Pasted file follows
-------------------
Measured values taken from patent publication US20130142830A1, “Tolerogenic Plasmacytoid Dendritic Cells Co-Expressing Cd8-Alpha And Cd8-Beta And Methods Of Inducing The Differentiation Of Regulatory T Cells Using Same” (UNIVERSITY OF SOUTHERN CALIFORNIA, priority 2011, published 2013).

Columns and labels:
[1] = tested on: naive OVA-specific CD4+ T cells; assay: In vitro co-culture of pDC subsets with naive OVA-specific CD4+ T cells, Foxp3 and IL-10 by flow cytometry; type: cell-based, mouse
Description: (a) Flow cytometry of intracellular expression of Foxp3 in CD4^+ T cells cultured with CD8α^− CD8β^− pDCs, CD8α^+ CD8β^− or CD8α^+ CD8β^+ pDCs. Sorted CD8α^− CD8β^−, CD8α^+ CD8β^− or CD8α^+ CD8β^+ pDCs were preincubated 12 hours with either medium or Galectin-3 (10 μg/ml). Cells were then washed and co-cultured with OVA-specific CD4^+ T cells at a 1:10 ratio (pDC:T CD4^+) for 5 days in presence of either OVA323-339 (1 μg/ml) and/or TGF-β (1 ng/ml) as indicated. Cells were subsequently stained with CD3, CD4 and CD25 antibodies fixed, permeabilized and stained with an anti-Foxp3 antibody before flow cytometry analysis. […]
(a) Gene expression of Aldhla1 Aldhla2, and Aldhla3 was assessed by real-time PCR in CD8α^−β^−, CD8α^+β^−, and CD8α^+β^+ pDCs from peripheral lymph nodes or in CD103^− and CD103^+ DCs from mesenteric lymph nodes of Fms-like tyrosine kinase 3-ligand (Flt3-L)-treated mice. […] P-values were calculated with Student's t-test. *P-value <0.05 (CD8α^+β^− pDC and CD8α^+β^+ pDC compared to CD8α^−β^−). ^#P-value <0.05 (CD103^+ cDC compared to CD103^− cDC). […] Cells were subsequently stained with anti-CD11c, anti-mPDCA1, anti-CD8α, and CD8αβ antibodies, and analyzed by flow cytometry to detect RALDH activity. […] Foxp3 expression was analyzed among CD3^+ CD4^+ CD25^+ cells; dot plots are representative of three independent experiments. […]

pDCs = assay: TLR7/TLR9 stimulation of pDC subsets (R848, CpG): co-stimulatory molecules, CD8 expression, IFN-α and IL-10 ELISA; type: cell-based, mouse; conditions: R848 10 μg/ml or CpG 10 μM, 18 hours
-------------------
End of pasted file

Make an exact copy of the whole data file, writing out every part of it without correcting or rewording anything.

Measured values taken from patent publication US20130142830A1, “Tolerogenic Plasmacytoid Dendritic Cells Co-Expressing Cd8-Alpha And Cd8-Beta And Methods Of Inducing The Differentiation Of Regulatory T Cells Using Same” (UNIVERSITY OF SOUTHERN CALIFORNIA, priority 2011, published 2013).

Columns and labels:
[1] = tested on: naive OVA-specific CD4+ T cells; assay: In vitro co-culture of pDC subsets with naive OVA-specific CD4+ T cells, Foxp3 and IL-10 by flow cytometry; type: cell-based, mouse
Description: (a) Flow cytometry of intracellular expression of Foxp3 in CD4^+ T cells cultured with CD8α^− CD8β^− pDCs, CD8α^+ CD8β^− or CD8α^+ CD8β^+ pDCs. Sorted CD8α^− CD8β^−, CD8α^+ CD8β^− or CD8α^+ CD8β^+ pDCs were preincubated 12 hours with either medium or Galectin-3 (10 μg/ml). Cells were then washed and co-cultured with OVA-specific CD4^+ T cells at a 1:10 ratio (pDC:T CD4^+) for 5 days in presence of either OVA323-339 (1 μg/ml) and/or TGF-β (1 ng/ml) as indicated. Cells were subsequently stained with CD3, CD4 and CD25 antibodies fixed, permeabilized and stained with an anti-Foxp3 antibody before flow cytometry analysis. […]
(a) Gene expression of Aldhla1 Aldhla2, and Aldhla3 was assessed by real-time PCR in CD8α^−β^−, CD8α^+β^−, and CD8α^+β^+ pDCs from peripheral lymph nodes or in CD103^− and CD103^+ DCs from mesenteric lymph nodes of Fms-like tyrosine kinase 3-ligand (Flt3-L)-treated mice. […] P-values were calculated with Student's t-test. *P-value <0.05 (CD8α^+β^− pDC and CD8α^+β^+ pDC compared to CD8α^−β^−). ^#P-value <0.05 (CD103^+ cDC compared to CD103^− cDC). […] Cells were subsequently stained with anti-CD11c, anti-mPDCA1, anti-CD8α, and CD8αβ antibodies, and analyzed by flow cytometry to detect RALDH activity. […] Foxp3 expression was analyzed among CD3^+ CD4^+ CD25^+ cells; dot plots are representative of three independent experiments. […]

pDCs = assay: TLR7/TLR9 stimulation of pDC subsets (R848, CpG): co-stimulatory molecules, CD8 expression, IFN-α and IL-10 ELISA; type: cell-based, mouse; conditions: R848 10 μg/ml or CpG 10 μM, 18 hours